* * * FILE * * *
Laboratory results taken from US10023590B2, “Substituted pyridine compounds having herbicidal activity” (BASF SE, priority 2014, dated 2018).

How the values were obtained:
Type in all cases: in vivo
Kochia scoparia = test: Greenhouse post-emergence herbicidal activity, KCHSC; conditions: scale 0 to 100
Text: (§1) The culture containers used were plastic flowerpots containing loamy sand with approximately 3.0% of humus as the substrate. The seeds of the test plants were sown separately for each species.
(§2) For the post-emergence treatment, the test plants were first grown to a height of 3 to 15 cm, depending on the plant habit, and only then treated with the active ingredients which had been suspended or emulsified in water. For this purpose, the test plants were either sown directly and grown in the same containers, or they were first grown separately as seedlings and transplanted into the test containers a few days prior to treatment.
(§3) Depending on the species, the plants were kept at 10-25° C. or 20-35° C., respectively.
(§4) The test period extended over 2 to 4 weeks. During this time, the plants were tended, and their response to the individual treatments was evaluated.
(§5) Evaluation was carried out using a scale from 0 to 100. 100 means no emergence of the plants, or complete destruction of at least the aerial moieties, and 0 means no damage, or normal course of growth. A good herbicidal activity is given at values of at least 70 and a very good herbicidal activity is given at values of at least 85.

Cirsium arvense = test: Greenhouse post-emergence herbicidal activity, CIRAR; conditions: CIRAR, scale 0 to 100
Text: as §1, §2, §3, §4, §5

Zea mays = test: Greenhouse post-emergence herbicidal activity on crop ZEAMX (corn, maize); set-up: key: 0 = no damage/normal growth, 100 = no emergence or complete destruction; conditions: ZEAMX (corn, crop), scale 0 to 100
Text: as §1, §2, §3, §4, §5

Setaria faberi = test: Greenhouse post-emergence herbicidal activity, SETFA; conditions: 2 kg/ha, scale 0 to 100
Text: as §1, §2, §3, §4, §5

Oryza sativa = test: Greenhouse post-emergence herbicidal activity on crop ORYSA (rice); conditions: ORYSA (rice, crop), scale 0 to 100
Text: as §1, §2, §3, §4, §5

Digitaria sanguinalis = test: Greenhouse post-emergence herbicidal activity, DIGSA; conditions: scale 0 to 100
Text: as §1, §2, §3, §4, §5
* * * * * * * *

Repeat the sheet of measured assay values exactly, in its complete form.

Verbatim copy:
Laboratory results taken from US10023590B2, “Substituted pyridine compounds having herbicidal activity” (BASF SE, priority 2014, dated 2018).

How the values were obtained:
Type in all cases: in vivo
Kochia scoparia = test: Greenhouse post-emergence herbicidal activity, KCHSC; conditions: scale 0 to 100
Text: (§1) The culture containers used were plastic flowerpots containing loamy sand with approximately 3.0% of humus as the substrate. The seeds of the test plants were sown separately for each species.
(§2) For the post-emergence treatment, the test plants were first grown to a height of 3 to 15 cm, depending on the plant habit, and only then treated with the active ingredients which had been suspended or emulsified in water. For this purpose, the test plants were either sown directly and grown in the same containers, or they were first grown separately as seedlings and transplanted into the test containers a few days prior to treatment.
(§3) Depending on the species, the plants were kept at 10-25° C. or 20-35° C., respectively.
(§4) The test period extended over 2 to 4 weeks. During this time, the plants were tended, and their response to the individual treatments was evaluated.
(§5) Evaluation was carried out using a scale from 0 to 100. 100 means no emergence of the plants, or complete destruction of at least the aerial moieties, and 0 means no damage, or normal course of growth. A good herbicidal activity is given at values of at least 70 and a very good herbicidal activity is given at values of at least 85.

Cirsium arvense = test: Greenhouse post-emergence herbicidal activity, CIRAR; conditions: CIRAR, scale 0 to 100
Text: as §1, §2, §3, §4, §5

Zea mays = test: Greenhouse post-emergence herbicidal activity on crop ZEAMX (corn, maize); set-up: key: 0 = no damage/normal growth, 100 = no emergence or complete destruction; conditions: ZEAMX (corn, crop), scale 0 to 100
Text: as §1, §2, §3, §4, §5

Setaria faberi = test: Greenhouse post-emergence herbicidal activity, SETFA; conditions: 2 kg/ha, scale 0 to 100
Text: as §1, §2, §3, §4, §5

Oryza sativa = test: Greenhouse post-emergence herbicidal activity on crop ORYSA (rice); conditions: ORYSA (rice, crop), scale 0 to 100
Text: as §1, §2, §3, §4, §5

Digitaria sanguinalis = test: Greenhouse post-emergence herbicidal activity, DIGSA; conditions: scale 0 to 100
Text: as §1, §2, §3, §4, §5